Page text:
There are plenty of groups and people out there that are "manufactured" and are successful because of a record label's marketing. A middle-of-the-road sound that appeals to many people, but doesn't say much and isn't very risque.

On one hand you have Britney Spears who's basically all manufactured, on the other you have someone like Coeur de Pirate [google.com] (aka Béatrice Martin) who is doing things from the ground up without almost no marketing money.

Now some people like the generic sound of Spears, and if they enjoy it, good for them. Other people may like Martin or another individual who has a more unique sound, but since the latter's music doesn't get studied by focus groups, they may have more of niche audience.

Re:Should Have Grown Organically (4, Insightful)

slim (1652) | more than 4 years ago | (#30831060)

I also don't understand why he thinks that artists 'need' record labels. What they 'need' is to grow organically to the point of extreme popularity and along the way you are the one deciding the terms of contracts and you are 'the boss' whose accountant and manager work for you and pay everyone up the chain. If you need an advance, you go to a real bank and get an advancement.

Meanwhile, the band across the road gets a record deal, grows faster than organically, and is playing stadiums while you're still growing a fanbase into your 30s.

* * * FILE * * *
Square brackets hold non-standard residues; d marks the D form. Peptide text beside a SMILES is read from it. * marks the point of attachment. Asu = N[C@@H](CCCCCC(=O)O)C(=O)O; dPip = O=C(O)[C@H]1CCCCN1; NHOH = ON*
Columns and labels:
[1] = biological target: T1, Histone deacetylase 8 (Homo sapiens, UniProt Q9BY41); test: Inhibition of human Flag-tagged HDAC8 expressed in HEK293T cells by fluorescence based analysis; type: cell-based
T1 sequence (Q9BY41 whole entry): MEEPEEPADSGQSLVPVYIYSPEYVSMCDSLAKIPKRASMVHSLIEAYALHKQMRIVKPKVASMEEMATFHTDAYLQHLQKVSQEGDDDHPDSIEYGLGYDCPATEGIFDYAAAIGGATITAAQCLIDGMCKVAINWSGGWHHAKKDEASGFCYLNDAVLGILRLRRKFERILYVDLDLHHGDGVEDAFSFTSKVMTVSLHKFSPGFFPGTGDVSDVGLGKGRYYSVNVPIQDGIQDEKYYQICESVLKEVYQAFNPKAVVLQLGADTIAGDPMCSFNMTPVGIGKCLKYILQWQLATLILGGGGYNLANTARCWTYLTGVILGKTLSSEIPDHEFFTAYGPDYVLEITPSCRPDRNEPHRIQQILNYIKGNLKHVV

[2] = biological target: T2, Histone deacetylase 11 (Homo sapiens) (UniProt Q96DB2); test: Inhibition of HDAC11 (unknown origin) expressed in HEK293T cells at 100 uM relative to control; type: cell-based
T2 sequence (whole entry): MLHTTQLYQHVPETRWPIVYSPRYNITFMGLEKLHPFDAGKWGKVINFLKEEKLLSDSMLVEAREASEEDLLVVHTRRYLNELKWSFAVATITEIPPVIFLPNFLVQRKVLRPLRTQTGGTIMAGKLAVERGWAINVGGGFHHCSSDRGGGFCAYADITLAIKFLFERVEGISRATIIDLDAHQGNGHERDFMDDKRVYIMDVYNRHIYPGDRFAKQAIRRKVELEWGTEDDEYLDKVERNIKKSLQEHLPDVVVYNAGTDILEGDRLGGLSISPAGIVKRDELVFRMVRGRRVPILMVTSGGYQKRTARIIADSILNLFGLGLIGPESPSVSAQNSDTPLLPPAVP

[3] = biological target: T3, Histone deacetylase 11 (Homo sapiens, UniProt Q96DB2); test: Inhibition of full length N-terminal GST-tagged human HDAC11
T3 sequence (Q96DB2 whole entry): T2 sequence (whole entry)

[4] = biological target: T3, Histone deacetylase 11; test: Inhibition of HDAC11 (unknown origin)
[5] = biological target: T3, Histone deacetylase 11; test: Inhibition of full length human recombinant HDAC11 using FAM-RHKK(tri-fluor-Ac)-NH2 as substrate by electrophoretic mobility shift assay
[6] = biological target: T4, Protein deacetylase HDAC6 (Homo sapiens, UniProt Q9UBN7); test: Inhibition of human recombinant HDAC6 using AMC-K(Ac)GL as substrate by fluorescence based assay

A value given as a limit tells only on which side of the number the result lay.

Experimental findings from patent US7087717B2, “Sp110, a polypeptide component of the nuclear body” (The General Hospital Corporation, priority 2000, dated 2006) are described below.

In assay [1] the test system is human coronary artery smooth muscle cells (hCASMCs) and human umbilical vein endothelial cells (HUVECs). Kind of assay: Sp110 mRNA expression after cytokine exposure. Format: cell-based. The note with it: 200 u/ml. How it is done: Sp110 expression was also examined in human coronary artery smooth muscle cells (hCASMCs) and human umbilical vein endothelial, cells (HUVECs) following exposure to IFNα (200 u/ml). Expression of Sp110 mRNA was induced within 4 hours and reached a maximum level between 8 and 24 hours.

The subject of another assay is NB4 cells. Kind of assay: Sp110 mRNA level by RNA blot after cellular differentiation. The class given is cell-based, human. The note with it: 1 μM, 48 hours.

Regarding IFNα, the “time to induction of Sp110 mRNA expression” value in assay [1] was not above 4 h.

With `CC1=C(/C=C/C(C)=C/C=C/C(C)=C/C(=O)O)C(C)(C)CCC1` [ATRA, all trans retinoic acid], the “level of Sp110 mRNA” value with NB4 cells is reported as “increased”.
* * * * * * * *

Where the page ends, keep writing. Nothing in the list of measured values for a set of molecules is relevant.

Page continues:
The difference between a bank loan and a record company advance is that the record label is taking some of the risk. They can do it because they aggregate it across many acts, most of whom will fail, a few of whom will succeed well enough to fund the rest. Unfortunately we see that bands typically build up a debt to their record company, and that's a shame.

I personally think that Ok Go are talented enough to sit down in a barn somewhere with basic recording equipment and I'd buy it. Their music video with them on treadmills fly them to success, not EMI.

But without EMI, would you even have been exposed to that video? There's hundreds of thousands of bands out there that are good enough for you buy their output. It's record companies' promotional efforts that typically make some of them more commercially successful than others.

I guess there are some organic successes out there (Jonathan Coulter?) - but they'll remain the exception rather than the rule.

Re:Should Have Grown Organically (0)

Anonymous Coward | more than 4 years ago | (#30831322)

Meanwhile, the band across the road gets a record deal, grows faster than organically, and is playing stadiums while you're still growing a fanbase into your 30s.

If the label is keeping most of the money to themselves via Hollywood accounting or what not then what's the benefit again? That more people will buy albums and merch that goes in to the label's coffers that you still won't get a decent piece of?